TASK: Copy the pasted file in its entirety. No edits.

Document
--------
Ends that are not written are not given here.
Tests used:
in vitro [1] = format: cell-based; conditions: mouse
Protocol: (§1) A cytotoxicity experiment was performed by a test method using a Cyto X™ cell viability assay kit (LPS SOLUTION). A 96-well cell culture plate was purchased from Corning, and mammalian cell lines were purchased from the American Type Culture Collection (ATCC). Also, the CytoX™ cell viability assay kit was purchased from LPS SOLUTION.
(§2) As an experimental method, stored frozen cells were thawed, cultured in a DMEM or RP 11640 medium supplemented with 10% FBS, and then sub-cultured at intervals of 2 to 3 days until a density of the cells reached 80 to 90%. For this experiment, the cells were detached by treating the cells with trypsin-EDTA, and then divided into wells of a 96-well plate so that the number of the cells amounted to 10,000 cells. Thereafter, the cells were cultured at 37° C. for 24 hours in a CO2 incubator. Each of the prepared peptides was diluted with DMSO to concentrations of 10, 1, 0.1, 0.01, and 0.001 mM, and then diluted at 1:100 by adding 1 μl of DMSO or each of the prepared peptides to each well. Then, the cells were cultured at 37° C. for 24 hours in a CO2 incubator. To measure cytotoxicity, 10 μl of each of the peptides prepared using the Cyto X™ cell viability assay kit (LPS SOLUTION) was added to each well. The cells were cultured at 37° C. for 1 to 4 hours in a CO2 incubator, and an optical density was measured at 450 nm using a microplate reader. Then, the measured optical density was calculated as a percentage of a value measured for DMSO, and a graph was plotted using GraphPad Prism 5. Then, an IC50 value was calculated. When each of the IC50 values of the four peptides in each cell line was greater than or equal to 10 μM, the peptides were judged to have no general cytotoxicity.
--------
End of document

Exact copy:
Ends that are not written are not given here.
Tests used:
in vitro [1] = format: cell-based; conditions: mouse
Protocol: (§1) A cytotoxicity experiment was performed by a test method using a Cyto X™ cell viability assay kit (LPS SOLUTION). A 96-well cell culture plate was purchased from Corning, and mammalian cell lines were purchased from the American Type Culture Collection (ATCC). Also, the CytoX™ cell viability assay kit was purchased from LPS SOLUTION.
(§2) As an experimental method, stored frozen cells were thawed, cultured in a DMEM or RP 11640 medium supplemented with 10% FBS, and then sub-cultured at intervals of 2 to 3 days until a density of the cells reached 80 to 90%. For this experiment, the cells were detached by treating the cells with trypsin-EDTA, and then divided into wells of a 96-well plate so that the number of the cells amounted to 10,000 cells. Thereafter, the cells were cultured at 37° C. for 24 hours in a CO2 incubator. Each of the prepared peptides was diluted with DMSO to concentrations of 10, 1, 0.1, 0.01, and 0.001 mM, and then diluted at 1:100 by adding 1 μl of DMSO or each of the prepared peptides to each well. Then, the cells were cultured at 37° C. for 24 hours in a CO2 incubator. To measure cytotoxicity, 10 μl of each of the peptides prepared using the Cyto X™ cell viability assay kit (LPS SOLUTION) was added to each well. The cells were cultured at 37° C. for 1 to 4 hours in a CO2 incubator, and an optical density was measured at 450 nm using a microplate reader. Then, the measured optical density was calculated as a percentage of a value measured for DMSO, and a graph was plotted using GraphPad Prism 5. Then, an IC50 value was calculated. When each of the IC50 values of the four peptides in each cell line was greater than or equal to 10 μM, the peptides were judged to have no general cytotoxicity.